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Fargo has found a way, with the help of the Corps. By protecting the “natural flood plain” and moving the water south to flood their neighbors, they will have created an area for growth. Their problem is now to make everyone believe their ”flood control plan” is the only way Fargo can have “flood protection” and hide the fact it is crafted to provide for Fargo’s future growth, in reality an economic development based plan.
The Corps has been hired by Fargo to protect Fargo, a hired gun. Get whoever you need to get out of the way and do what we have hired you to do. Fargo hasn’t flooded, yet they claim it will take more acreage then exists in the city limits to protect it. This may be nothing more then Fargo’s plan for growth — get this thing started wait for the land to devaluate and take all of it for Fargo’s future growth.
Your latest EIS does not adequately address the issue of BASIN-WIDE flood risk management as a tool which needs to be incorporated into the plan. The locally preferred plan is all about protecting a “future” Fargo and the land which Fargo wants to develop-it is not about providing flood protection for current Fargo-Moorhead which the much more economical Federally Preferred Plan accomplishes. Adequate analysis of impacted areas upstream from the water staging have also not been addressed sufficiently and their appropriate costs have not been stated.
The protection for Fargo and Moorhead should not be at the detriment of Richland County residents. The Richland County Water Resource Board feels it is imperative that the US Army Corps of Engineers provide due diligence in addressing these issues. The Board requests those upstream and downstream of the Fargo-Moorhead project be given due consideration because of the impacts they will experience as a result of this project.
Currently, taxpayers are on track to spend at minimum $36,825 per residential and business structure in the metro area for the Fargo Moorhead Dam and Diversion. If this project passes taxpayers will be saddled with the burden of funding the equivalent of more than 37.5 FargoDomes in 2012 dollars!
I do not oppose the plan for personal reasons. No, the reason that I oppose this dam/diversion is because it is not the best solution for the Red River Valley. This plan is being pursued for one reason and one reason only. It is greed which is motivating this choice, and nothing else. I would like to know how this ND dam/diversion plan can reconcile against FEMA’s Executive Order 11988.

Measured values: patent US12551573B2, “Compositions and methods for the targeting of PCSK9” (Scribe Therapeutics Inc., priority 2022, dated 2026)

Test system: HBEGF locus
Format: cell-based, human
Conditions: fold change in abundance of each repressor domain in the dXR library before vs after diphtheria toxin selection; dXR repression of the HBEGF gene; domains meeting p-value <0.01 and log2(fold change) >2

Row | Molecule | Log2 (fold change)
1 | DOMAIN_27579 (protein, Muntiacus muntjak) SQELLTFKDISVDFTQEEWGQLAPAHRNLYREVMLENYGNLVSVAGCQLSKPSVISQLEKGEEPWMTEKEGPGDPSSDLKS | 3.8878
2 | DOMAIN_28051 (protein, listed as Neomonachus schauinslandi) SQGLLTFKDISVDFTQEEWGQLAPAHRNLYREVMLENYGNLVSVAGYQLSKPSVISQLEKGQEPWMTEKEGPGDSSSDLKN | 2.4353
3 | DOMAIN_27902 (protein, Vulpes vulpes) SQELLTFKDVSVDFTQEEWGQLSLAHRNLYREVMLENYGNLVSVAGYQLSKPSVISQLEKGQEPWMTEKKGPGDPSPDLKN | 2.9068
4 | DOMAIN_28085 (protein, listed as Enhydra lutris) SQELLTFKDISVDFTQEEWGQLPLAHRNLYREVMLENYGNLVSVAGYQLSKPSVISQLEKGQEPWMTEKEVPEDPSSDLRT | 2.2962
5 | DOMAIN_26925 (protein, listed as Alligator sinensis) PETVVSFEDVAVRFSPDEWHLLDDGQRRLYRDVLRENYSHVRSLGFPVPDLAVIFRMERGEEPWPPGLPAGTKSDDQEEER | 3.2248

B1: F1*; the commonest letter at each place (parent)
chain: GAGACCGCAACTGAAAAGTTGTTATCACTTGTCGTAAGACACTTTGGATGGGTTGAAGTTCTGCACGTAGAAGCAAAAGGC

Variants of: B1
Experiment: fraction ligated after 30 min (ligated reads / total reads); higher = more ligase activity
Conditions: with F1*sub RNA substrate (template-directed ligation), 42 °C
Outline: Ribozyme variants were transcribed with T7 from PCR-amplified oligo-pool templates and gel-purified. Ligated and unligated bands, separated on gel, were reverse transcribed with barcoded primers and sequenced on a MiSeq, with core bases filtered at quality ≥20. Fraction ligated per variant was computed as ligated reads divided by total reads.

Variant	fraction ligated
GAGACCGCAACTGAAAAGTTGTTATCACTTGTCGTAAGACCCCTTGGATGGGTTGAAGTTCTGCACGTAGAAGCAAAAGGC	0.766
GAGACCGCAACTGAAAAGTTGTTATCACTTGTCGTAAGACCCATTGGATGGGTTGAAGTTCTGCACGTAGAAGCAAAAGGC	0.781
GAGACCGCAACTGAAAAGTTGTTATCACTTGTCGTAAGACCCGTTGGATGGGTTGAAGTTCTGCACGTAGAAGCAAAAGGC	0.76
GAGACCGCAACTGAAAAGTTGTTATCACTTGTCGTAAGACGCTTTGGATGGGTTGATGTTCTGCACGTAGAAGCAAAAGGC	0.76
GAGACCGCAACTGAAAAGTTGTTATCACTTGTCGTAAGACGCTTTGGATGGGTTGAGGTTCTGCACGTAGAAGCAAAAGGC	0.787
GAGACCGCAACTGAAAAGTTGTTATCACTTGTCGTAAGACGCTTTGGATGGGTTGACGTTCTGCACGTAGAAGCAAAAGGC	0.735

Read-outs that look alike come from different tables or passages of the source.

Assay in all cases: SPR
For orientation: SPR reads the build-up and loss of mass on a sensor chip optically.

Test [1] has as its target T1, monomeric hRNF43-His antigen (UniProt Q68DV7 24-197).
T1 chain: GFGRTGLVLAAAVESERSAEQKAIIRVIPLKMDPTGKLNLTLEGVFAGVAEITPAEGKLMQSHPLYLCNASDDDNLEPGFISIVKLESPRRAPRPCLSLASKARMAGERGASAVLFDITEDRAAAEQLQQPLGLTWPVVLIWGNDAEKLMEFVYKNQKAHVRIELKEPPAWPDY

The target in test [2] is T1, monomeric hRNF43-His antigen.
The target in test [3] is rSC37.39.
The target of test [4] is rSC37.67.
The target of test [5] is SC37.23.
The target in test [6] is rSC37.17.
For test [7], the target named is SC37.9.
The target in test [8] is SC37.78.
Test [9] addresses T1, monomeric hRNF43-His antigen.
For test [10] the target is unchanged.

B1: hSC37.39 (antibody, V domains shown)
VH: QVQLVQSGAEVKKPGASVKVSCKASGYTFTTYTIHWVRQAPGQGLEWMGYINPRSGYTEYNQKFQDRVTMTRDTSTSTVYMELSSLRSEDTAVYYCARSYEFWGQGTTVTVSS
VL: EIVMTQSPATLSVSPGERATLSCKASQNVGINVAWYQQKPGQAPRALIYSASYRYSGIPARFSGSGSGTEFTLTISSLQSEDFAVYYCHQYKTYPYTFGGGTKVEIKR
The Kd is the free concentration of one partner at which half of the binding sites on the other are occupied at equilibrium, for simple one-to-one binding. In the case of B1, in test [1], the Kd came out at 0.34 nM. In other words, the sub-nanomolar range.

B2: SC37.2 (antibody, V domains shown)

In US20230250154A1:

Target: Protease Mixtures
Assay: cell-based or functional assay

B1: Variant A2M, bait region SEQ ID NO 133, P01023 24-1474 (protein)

The initial plan took quite some time to develop but the final plan was pushed through very rapidly without input from the communities that will be adversely impacted. The alignment of the Diversion has been chosen by the local sponsors to accommodate the city of Fargo’s current future plans for development. It is not based on sound engineering principles or with the intent of minimizing the costs of the project as much as possible but rather to remove land that is in the existing flood plain for development.
Scientists have raised concerns about these soils, and it makes no sense to move toward authorization when we have no idea of what kinds of supports will be required or how deep they need to go to carry the structures safely. This project has been rushed through the planning process and is not ready to go to Congress for authorization. Alternatives have not been properly considered, and the public and agencies have not been given sufficient time to evaluate the Final EIS.
…it seems strange that homes and farms that in some cases were established 140+ years ago are not worth saving for historical and cultural purposes if not for the sake of the families that live there. Since our settlements were developed by immigrant populations rather than native populations, does that make their value less significant? Do not our laws protect our heritage, as well? I have hoped that the planners of this Flood Control Project would come to realize that this sacrifice asked of the Comstock-Hickson Communities, the surrounding townships of Holy Cross and Pleasant and the farms and homes on the 54,000 areas to be flooded is more than should be asked of anyone.
Bought and Paid For: The Corps planning documents show no analysis of why the Northern Inlet is not a practicable alternative. The basic premise that the local non-federal sponsor determines the specific alignments to be considered and the level of flood protection to be provided is deeply flawed. Planning based on this premise leads to an unwise use of billions in tax dollars. We have no evidence that the process of planning this project has been fair or reasonable. The FEIS does not address adequately the concerns raised by our lawyers in their comments on the SDEIS.